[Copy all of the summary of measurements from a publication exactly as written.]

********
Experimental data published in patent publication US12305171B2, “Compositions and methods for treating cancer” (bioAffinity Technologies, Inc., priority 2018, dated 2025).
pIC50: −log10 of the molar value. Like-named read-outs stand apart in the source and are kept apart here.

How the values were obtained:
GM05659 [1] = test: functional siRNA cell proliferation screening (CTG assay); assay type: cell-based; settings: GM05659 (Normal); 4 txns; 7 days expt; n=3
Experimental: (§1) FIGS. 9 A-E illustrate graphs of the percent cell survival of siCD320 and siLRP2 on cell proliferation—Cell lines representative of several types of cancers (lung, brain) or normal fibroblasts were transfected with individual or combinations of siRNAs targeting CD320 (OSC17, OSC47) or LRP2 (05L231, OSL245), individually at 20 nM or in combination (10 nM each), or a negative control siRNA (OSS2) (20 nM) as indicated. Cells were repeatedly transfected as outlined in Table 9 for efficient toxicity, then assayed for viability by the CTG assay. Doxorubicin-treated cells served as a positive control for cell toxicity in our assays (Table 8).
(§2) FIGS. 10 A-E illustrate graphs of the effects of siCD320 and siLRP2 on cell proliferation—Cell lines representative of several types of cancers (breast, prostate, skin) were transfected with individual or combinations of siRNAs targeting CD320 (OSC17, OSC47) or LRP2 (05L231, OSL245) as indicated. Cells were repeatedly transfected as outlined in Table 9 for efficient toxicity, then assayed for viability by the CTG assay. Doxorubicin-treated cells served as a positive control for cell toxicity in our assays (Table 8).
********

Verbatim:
Experimental data published in patent publication US12305171B2, “Compositions and methods for treating cancer” (bioAffinity Technologies, Inc., priority 2018, dated 2025).
pIC50: −log10 of the molar value. Like-named read-outs stand apart in the source and are kept apart here.

How the values were obtained:
GM05659 [1] = test: functional siRNA cell proliferation screening (CTG assay); assay type: cell-based; settings: GM05659 (Normal); 4 txns; 7 days expt; n=3
Experimental: (§1) FIGS. 9 A-E illustrate graphs of the percent cell survival of siCD320 and siLRP2 on cell proliferation—Cell lines representative of several types of cancers (lung, brain) or normal fibroblasts were transfected with individual or combinations of siRNAs targeting CD320 (OSC17, OSC47) or LRP2 (05L231, OSL245), individually at 20 nM or in combination (10 nM each), or a negative control siRNA (OSS2) (20 nM) as indicated. Cells were repeatedly transfected as outlined in Table 9 for efficient toxicity, then assayed for viability by the CTG assay. Doxorubicin-treated cells served as a positive control for cell toxicity in our assays (Table 8).
(§2) FIGS. 10 A-E illustrate graphs of the effects of siCD320 and siLRP2 on cell proliferation—Cell lines representative of several types of cancers (breast, prostate, skin) were transfected with individual or combinations of siRNAs targeting CD320 (OSC17, OSC47) or LRP2 (05L231, OSL245) as indicated. Cells were repeatedly transfected as outlined in Table 9 for efficient toxicity, then assayed for viability by the CTG assay. Doxorubicin-treated cells served as a positive control for cell toxicity in our assays (Table 8).